5 Ways Living In A Big City Warps How You See The World

I've lived fairly close to New York City most of my life and worked directly in the city for over 10 years. That's a lot of exposure, and the older I get, the more I realize exposure to big cities shapes you. In truth, exposure to anything for that long shapes you. Just like if you watch enough Tim Burton films you might start to think movies always have to have weird melty sets, horrible third acts, and star Johnny Depp.


"Tell me about it."

But let's stay on topic and examine the ways big cities shape not only the behavior of their people but even how those people view the world. There are many ways, but let's take five. Why five? Because New York City fucking told me to.

#5. You Don't Say Hello Out In The World

If I were walking down the street in your small to mid-sized town and you said, "Good morning," or, "Good day," or, "Greetings, friend," as I passed you by, my instant reaction would be, "What the fuck is wrong with that guy?" I know most people would say you were just being friendly, and hell, even I know that, but it's hard-wired when you grow up with a big-city mentality: Talking to strangers is weird.

Of course, you know this. It's why people think big-city folk are rude. No one smiles at each other. No one says hi. But I'd offer that this behavior is less about rudeness and more of just a numbers game. There are simply too many people to say hi to. Every morning, I ride a train with hundreds of people I don't know and usually don't recognize. Then I walk through a major train station surrounded by thousands of bustling strangers. Then it's into a subway taking me underground to work. And even though I'm going to the same place every day, varied only by which train I catch, I almost never recognize the strangers, because there are so many. Also, everyone in the city wears masks 24/7. Did I mention that?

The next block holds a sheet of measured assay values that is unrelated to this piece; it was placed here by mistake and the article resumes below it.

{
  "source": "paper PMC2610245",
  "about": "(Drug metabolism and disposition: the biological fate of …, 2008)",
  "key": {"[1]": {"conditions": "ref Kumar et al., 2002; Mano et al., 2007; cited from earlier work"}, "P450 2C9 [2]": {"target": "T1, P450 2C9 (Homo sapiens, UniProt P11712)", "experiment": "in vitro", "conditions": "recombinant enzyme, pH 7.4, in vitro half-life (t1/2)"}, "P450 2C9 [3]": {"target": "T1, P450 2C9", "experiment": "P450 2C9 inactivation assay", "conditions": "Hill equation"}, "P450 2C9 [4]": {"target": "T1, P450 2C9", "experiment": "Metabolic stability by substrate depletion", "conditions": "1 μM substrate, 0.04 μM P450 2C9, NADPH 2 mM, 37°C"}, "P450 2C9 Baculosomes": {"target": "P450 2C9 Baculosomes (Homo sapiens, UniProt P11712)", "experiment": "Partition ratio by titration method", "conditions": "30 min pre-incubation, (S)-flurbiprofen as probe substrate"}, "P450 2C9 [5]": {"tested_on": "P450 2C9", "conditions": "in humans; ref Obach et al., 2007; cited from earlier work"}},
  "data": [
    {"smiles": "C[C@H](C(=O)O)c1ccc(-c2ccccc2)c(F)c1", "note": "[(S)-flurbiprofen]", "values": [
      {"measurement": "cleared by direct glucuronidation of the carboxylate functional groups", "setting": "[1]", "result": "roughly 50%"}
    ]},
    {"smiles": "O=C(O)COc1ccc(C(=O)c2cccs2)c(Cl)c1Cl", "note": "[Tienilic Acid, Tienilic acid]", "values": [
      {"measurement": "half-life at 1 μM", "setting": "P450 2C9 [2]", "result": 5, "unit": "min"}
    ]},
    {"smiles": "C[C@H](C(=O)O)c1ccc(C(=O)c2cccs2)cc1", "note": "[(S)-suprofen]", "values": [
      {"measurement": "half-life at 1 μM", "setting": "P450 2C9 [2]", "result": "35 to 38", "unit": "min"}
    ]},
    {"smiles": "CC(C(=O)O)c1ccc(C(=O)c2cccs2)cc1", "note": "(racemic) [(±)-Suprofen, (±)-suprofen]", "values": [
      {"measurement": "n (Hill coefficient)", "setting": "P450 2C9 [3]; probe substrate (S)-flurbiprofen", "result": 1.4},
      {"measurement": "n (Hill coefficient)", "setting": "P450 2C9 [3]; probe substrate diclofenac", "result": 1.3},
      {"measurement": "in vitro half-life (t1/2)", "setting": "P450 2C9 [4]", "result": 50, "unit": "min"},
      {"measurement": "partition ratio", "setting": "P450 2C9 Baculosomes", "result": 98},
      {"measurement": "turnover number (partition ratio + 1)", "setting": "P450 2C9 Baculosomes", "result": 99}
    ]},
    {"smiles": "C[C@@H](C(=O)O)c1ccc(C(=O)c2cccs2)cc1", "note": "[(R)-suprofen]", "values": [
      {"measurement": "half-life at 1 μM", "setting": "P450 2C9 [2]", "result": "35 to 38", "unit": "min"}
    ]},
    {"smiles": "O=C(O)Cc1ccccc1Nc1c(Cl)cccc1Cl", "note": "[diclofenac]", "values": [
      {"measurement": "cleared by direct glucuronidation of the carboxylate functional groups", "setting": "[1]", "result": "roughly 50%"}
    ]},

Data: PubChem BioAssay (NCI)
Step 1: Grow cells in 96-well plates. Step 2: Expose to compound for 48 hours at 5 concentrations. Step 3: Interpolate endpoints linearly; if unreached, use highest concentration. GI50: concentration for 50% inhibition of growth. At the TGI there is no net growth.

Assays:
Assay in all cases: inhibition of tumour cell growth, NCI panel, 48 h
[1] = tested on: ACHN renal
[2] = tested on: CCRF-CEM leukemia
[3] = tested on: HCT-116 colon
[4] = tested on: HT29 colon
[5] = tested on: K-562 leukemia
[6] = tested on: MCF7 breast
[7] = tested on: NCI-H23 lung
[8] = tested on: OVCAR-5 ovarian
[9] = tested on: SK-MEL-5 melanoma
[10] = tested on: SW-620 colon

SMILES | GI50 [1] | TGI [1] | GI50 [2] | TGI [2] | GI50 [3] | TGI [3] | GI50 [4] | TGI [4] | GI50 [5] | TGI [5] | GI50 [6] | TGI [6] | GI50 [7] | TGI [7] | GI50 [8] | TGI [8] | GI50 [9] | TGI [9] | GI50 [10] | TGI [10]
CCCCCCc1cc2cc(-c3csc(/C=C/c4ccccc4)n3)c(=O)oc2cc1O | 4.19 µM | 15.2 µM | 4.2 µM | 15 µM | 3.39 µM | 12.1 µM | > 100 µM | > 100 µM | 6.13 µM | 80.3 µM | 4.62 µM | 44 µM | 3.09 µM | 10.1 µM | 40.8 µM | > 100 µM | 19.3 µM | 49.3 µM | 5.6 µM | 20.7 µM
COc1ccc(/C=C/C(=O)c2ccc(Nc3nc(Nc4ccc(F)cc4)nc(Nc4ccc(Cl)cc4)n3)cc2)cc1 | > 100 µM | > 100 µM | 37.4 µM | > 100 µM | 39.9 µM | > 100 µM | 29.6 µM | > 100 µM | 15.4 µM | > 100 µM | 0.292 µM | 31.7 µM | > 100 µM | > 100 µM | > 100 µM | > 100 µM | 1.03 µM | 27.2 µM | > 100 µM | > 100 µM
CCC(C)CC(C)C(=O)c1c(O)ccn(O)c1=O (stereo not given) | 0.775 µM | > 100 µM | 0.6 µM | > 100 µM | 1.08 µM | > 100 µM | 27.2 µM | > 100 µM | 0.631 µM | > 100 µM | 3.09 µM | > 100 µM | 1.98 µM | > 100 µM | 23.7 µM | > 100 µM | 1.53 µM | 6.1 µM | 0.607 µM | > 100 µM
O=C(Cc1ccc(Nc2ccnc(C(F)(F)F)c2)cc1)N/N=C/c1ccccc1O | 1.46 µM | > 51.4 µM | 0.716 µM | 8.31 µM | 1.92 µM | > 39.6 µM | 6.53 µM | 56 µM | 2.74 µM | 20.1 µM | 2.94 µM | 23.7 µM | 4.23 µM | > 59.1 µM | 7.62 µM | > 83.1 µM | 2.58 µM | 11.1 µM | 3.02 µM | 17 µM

Here's me on my way to my office job.

There are two points here. First, when you live in a small town, you don't have a million strangers to say hello to during the course of the day. It's a manageable number. But, more importantly, you have an extra incentive to say hi: You'll see them again. You know them. They're your neighbors and a part of your town, even if you're not on a first-name basis. Pretending they're some anonymous stranger would be the weird thing to do. But when every person crossing your path is about to float off anonymously like the remnants of Robin Thicke's career, it's really only the weirdos that stop and say, "Hi there!"

#4. Big Cities Destroy Your Perspective Of Size

Yes, this entry does sound dirty, doesn't it, you filthy pervert. Let's delve into this entry deep and hard until we come to some conclusions. What? You're still thinking about sex? You kids today. Anyway, a weird thing happens when you grow up in a city: Whatever size your city is, that's what you think a "city" is supposed to be. So, yeah, as a kid I knew New York City was big, but so must be Philly and Chicago and Los Angeles, right? Well, no. That's like saying all penises are the same. OMG, are you still thinking about sex?